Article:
So in some respects, I think what you see could be in some sense innate, but it has been nurtured by you as well, even if that is NOT to interfere with the child's natural instincts. Think about how so many parent react...."NO! Don't touch that! Don't eat that! Don't put that in your mouth! Don't get your clothes dirty! Look at your hands! Filthy!. And then we get to see your feral boy covered gloriously head to toe in mud and I can see my own childhood, riding half naked (before anyone could tell I was a girl) on my pony an no one telling me to go put on my clothes. It the reason I am trying to think back...to remember...because I was allowed to run quite wild myself and I was good with animals...maybe because I WAS one!
You know...dirt is GOOD for you! People are too afraid of germs these days. They make you strong in the right doses. Eating a little dirt is good for you. Getting a little horse poop under your fingernails and then eating a cookie before you wash up, is good for you! Squishing it between your toes is kind of cool too
I just adore how naturally you raise your boys. I think you allow their instincts to flourish and obviously, they learn from you, but also teach themselves through personal experience. I think your family must have a beautiful balance between nature and nurture.
Oh, beautiful, Karen!
The most vivid memories of my childhood are of times spent in the woods -- we had about 20 acres of field, stream, woodlands that we went to pretty much every weekend (officially named Narnia, as we were Lewis addicts)...hours and hours and hours spent...
...playing in the stream, catching crayfish, building dams and swimming holes and peering at caddis larva, discovering that the antidote to stinging nettle was jewelweed, discovering the green firecrackers of jewelweed as they sprung between our fingers, building a sod house, a tree fort, an Iroquois birch pole lodge, playing bamboo flutes to flying squirrels, discovering what lived underneath that rotting piece of bark, or who left that scat or footprint, naming wildflowers, trees, rocks, hunting for fossils, or simply spinning, my sisters and I, lazily in our canvas hammock, watching how the patterns of leaves changed above us...and on and on...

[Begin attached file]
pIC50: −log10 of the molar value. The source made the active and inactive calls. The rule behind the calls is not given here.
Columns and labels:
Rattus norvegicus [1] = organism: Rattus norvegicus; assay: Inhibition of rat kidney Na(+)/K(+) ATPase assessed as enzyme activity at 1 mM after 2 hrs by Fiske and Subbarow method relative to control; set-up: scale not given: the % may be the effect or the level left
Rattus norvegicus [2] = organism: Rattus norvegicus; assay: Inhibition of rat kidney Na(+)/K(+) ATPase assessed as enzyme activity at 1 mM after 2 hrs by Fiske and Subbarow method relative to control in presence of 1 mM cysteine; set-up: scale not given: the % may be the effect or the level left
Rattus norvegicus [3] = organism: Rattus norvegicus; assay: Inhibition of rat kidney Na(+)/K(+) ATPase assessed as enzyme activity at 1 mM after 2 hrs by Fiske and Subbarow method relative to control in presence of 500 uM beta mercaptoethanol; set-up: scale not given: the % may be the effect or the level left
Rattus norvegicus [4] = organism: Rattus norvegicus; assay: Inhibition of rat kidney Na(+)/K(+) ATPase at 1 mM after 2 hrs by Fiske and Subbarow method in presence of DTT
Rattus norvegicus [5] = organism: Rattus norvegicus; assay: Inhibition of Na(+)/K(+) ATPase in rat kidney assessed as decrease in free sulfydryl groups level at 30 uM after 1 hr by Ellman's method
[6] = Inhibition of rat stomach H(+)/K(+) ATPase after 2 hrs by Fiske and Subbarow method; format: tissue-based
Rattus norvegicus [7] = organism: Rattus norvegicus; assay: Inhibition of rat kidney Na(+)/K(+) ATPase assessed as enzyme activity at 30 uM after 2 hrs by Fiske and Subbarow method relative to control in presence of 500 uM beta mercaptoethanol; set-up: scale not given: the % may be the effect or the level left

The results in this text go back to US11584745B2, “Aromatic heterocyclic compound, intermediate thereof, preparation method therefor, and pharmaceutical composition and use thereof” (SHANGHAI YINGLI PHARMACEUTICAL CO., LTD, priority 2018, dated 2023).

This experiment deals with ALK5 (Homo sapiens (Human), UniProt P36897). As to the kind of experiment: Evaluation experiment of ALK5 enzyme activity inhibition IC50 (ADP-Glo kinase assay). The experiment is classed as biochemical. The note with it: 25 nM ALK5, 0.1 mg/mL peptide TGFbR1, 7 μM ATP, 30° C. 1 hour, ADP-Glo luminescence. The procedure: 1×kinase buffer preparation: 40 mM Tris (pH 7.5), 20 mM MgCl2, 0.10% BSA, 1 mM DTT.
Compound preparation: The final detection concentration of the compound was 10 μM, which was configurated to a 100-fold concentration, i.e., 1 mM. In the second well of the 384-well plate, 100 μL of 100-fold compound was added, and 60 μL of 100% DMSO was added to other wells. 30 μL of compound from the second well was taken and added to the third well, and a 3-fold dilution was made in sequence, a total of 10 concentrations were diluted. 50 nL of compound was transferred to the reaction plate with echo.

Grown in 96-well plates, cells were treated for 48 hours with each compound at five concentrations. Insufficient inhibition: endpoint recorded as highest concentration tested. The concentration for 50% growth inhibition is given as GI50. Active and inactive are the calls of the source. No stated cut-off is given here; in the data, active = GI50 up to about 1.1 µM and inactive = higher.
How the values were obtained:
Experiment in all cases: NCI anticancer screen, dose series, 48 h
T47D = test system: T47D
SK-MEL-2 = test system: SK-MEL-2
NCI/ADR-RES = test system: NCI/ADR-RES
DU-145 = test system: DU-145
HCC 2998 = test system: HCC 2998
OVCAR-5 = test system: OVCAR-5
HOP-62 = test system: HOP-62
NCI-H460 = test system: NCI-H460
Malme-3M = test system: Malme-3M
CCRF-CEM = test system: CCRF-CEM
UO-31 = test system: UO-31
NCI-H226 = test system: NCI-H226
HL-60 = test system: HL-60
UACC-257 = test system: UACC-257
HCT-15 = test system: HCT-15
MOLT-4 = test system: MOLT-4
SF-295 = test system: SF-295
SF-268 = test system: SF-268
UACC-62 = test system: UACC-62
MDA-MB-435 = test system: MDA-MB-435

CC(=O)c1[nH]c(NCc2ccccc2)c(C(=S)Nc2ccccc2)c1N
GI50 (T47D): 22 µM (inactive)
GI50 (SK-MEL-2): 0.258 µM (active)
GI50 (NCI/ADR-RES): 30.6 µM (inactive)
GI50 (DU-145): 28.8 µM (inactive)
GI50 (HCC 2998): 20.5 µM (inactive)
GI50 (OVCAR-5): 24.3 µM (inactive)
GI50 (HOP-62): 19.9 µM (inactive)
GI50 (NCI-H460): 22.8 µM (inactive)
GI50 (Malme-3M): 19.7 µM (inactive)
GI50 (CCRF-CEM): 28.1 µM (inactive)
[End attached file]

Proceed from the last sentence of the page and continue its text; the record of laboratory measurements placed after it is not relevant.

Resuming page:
The world is alive with imagination.
We didn't have the host of critters that you do in your world, Jess (would have loved that!
) but we had enormous support from my folks to do all of this, but very little interference. We were trusted to navigate our magical land in ways that made sense to us, and we did with no disasters for many years. (Though we did learn some important lessons about electricity, water, and conduction as we experimented touching an electric fence bounding the property while standing in the stream...)
We had the occasional scrape or scratch or bonk from our adventures, but we learned to navigate the landscape with it as teacher, rather than hovering adult warning us not to do or touch or worry... So, yes, rocks covered in algae ARE slippery...bees don't like to be petted...if you stand still and slow your breathing, the deer in the clearing won't take fright...
We also had the benefit of a wonderful program called Junior Museum, which offered all sorts of more structured natural and creative learning opportunities, that fueled our curiosity. And we were encouraged to draw what we saw, or write about it -- stories, poems, whatever. The natural world was a place to explore, to draw inspiration from, and to reflect on, even as really small kids.
And I know, Karen, that you are absolutely right about dirt. Studies suggest that kids who grow up with dirt and hay and dust have stronger immune systems than those who don't, are less likely to develop asthma, etc. And to this day, I can think of very few things that make me more happy than getting filthy from head to toe. There's something so gratifying about it! I think we literally get fed by getting ourselves covered in dirt...
Have any of you read Richard Louv's book, "Last Child in the Wilderness"? He's making the argument that most kids in the US today suffer from what he calls "nature deficit disorder" -- they don't get enough of it, they're too controlled when they're in it, and he thinks we're damaging our kids horribly by creating sterile worlds for them to live in...
Nice thread, Jess!
This is making me realize I need to do a lot more of this than I make time for these days!!!